One owner-operator truck driver, Steve Barnes, from Cascade Locks, Oregon, has been waging a war on split limits for many years. During his research, he found that highway speed limits are set using the 85th percentile principle where the limit is set where it best suits the speed of 85% of drivers. If 7.5% will be travelling slower and 7.5% faster than the limit, the 85 percentile achieves a speed that is safest for the greatest number.  This also means that both groups of 7.5% are driving less safely than the 85% and they are involved in a higher proportion of accidents. However, due to ill-informed political persuasion from car drivers, trucks are excluded from the 85% in some states and are forced to drive slower and therefore more dangerously. Those states are now becoming fewer in number and more of the remaining state with SSLs are looking at changing.
Perhaps the greatest contradiction with SSLs is that they only apply at the top end of speed limits, apparently so that trucks can stop short of hazards. But surely, if that was logical, SSLs would be applied to city streets where people can step out into the traffic without warning, which they do frequently, and when they do truck drivers stop just as soon as cars, if not sooner. It makes no sense to have a lower speed limit on heavy vehicles on rural roads where the driver seated up high has the best view of the road ahead.
When the Tauranga Eastern Link gains its 110 kph speed limit there will be no valid reason for it to not apply to all vehicles.

Saturday, 19 August 2017


Australians may not be eligible for election to their own Parliament

Australians are facing a major constitutional crisis with a legal opinion claiming that the entire population may be ineligible for election to their own parliament. And New Zealand is to blame. Already, several MPs with parental connections to New Zealand, have resigned or are waiting for a court ruling. The most senior being the Deputy Prime Minister Barnaby Joyce.
Australian Deputy Prime Minister
Barnaby Joyce
But is appears to go much further than that. This may be the deepest constitutional crisis since the Rum Rebellion of 1808-1810 when Governor William Bligh was arrested by the military and sent packing back to England. Yes, that was Bligh of the mutiny on the Bounty. The poor man couldn’t do anything right. The dismissal of Gough Whitlam’s government in 1973 was, by comparison, just a game of fiddlesticks. The 2017 crisis is the real thing.
According to Sydney barrister and mediator, Robert Angyal, a simple law change in New Zealand several years ago may have rendered all Australians ineligible for election to their own Parliament. The New Zealand Immigration Act grants automatically to all Australians the right to permanent residence in New Zealand. They only have to turn up at the border and they can stay as long as they like, work and enjoy all the benefits of New Zealand citizens, including the right to vote after one year, and citizenship after five years. They have that right, unless they are not of good character, which may exclude some politicians, but who would expect them to admit to that?
So, they have an extremely serious problem.
The problem being that Section 44 of the Australian Constitution states that any person who is a citizen of another country, or is entitled to the benefits of being a citizen of another country, is not eligible for election the Australian Parliament or Senate. So, the New Zealand law has slam dunked the Australian Constitution, the Government, and probably every law enacted in Australia since Australians gained the right to be New Zealanders. For Kiwis, this is better even than having the All Blacks beat the Wallabies, and this time it didn’t take balls to do it.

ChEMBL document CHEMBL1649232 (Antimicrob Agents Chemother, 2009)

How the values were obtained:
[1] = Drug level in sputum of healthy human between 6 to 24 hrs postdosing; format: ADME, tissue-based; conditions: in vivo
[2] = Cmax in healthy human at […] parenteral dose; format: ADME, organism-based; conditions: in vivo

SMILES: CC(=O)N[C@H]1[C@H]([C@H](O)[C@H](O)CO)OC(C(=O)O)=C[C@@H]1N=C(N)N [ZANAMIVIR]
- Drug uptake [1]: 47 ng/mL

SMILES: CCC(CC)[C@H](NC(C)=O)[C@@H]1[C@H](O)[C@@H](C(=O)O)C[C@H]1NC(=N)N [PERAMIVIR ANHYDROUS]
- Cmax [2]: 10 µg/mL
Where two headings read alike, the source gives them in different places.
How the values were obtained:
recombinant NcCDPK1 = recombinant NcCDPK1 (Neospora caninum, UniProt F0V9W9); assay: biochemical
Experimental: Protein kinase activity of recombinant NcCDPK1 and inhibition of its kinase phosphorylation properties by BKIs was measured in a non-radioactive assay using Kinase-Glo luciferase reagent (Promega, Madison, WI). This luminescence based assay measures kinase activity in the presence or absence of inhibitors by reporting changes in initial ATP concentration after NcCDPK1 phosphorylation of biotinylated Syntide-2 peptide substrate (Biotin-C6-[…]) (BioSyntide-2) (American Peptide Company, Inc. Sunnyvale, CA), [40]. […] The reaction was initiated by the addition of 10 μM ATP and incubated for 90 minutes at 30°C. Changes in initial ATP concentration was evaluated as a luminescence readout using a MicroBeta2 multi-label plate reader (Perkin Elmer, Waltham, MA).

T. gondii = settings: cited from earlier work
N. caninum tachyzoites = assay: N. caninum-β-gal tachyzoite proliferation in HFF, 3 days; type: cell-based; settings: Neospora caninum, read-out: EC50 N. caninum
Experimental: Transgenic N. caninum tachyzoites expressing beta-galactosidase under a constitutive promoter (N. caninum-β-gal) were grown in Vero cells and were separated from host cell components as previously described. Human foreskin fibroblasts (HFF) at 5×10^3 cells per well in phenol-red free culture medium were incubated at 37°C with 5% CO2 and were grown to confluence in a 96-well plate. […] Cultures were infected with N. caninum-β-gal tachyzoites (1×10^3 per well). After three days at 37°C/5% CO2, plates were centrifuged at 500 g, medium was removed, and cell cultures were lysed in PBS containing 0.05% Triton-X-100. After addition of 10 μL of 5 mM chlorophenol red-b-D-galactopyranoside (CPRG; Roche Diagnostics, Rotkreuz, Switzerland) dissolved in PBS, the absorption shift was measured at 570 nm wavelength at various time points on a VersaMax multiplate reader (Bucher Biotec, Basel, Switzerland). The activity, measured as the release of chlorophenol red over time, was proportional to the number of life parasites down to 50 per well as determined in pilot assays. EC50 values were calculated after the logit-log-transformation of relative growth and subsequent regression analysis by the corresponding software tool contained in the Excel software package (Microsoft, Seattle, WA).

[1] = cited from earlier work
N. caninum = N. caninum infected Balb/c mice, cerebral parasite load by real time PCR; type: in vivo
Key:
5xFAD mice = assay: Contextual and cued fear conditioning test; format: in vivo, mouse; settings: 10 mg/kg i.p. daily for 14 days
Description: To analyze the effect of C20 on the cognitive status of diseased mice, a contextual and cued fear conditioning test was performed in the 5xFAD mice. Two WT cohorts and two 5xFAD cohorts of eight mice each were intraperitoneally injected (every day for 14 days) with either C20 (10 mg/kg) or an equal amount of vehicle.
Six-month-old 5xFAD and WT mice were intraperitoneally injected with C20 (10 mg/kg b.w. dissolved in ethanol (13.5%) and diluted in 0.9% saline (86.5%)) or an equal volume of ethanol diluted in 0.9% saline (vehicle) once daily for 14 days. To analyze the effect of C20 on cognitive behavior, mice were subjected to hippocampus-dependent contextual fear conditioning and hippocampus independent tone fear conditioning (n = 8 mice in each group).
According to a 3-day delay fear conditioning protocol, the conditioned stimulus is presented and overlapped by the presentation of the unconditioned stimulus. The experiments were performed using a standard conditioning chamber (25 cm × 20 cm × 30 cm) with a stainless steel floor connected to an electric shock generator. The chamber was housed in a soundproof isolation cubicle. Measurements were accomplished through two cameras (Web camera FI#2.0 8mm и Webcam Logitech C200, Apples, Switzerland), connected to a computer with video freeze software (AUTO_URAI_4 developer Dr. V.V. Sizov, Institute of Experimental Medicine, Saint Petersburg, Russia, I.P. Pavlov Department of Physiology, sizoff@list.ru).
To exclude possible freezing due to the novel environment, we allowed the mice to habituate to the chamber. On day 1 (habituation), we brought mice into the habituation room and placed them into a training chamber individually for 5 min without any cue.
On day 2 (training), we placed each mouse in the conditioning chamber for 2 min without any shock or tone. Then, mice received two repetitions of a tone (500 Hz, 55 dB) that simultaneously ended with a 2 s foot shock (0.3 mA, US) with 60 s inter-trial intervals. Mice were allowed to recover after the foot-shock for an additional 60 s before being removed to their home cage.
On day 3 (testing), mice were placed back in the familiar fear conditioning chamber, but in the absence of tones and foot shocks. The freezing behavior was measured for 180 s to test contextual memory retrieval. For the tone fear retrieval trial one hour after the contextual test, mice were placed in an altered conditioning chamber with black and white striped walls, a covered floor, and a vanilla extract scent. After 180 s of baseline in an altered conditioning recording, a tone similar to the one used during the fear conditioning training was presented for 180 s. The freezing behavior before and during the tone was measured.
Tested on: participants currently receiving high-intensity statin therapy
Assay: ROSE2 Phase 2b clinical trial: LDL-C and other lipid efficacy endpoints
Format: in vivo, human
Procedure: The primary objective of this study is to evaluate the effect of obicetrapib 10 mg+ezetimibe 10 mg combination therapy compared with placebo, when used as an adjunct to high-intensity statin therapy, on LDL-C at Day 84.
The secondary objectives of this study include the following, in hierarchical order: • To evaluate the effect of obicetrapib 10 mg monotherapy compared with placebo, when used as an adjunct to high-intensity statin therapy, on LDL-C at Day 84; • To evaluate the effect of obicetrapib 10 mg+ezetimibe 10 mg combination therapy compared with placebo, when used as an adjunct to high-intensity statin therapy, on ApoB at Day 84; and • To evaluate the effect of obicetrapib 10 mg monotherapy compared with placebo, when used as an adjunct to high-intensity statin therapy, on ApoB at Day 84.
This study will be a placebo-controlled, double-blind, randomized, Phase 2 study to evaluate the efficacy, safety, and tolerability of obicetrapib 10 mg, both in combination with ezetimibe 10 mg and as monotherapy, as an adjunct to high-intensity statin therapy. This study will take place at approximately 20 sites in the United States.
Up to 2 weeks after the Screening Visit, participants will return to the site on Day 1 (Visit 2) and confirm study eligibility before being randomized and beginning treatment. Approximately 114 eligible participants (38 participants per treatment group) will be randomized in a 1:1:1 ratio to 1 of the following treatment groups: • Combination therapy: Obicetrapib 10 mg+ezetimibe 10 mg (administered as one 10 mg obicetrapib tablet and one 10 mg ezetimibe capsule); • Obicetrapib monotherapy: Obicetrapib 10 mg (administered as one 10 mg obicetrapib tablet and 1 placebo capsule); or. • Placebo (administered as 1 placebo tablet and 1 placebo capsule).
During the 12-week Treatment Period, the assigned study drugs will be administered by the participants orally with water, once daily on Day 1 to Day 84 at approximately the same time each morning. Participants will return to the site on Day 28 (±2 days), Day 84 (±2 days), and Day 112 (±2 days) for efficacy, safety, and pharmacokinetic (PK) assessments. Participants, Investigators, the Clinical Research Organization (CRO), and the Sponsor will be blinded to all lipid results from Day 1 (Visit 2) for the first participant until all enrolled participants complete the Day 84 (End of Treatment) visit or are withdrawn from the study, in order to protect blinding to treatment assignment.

One course of action would be for all the members of the House and Senate to renounce their right to New Zealand citizenship. But another immediate problem presents itself. Who would they make the renunciation to? The Australian Governor-General who was appointed by a Cabinet that comprised disqualified MPs? That won’t work. Somehow, Australia must get rid of all its ‘elected’ federal politicians. Whoever accepts the declaration, would have to be a foreigner. One rather dramatic way would be to invite President Trump for a state visit. He could just disembark from Air Force One and say, “You’re fired!”
On the other hand, Foreign Betty might just be a better choice. She would do it ever so nicely, and the Royals have always had a closeness with Australia. Some went to school there, and her husband was once rumoured to have other children living there. Yes, it should be Foreign Betty. She is not an Australian or a New Zealander. Yes, Betty is the one. But listening to the declaration 226 times might be a bit much after the long flight. She could die at number 99 and what a pickle that would be! A better idea would be for old Betty to just, nicely of course, dissolve both houses and call for fresh elections. But no, that won’t work either. Australians would still be electing people who are disqualified.
Here is my suggestion. New Zealand can come to the rescue with a trans-Tasman political restructure. Since 2010, New Zealand has become skilled at fixing things broken, and I believe we can fix Australia’s constitutional crisis. We can offer to establish a new nation called Anzac. It would comprise two states; Aoteoroa and West Island. The federal capital could be sited on the Sunshine Coast, because it has better weather than Wellington, and Aoteoroan politicians would get more frequent flyer points.
Australian Prime Minister
Malcolm Turnbull
The buildings that currently house the federal parliament and government offices, could be occupied by the West Island State Government. The current states of New South Wales, Victoria, Queensland, South Australia, Western Australia, Northern Territory and Tasmania would become district councils. All city councils in West Island would become community boards. It would be a very simple structure with lean, mean running costs and low taxes.
The above plan would enable Barnaby Joyce to keep his job while enjoying the benefits of being a real New Zealander. Malcolm Turnbull may have to resign due to shame because no doubt West Islanders would start calling him Malcolm Turncoat, and worse. However, if he was to survive the political turmoil and ensuing elections, he would have an easier workload as the Premier of West Island.
Meanwhile the main workload would be carried by Anzac Prime Minister Bill English and his deputy Paula Bennett, or at an outside chance Jacindarella Ardern and Kelvin someone.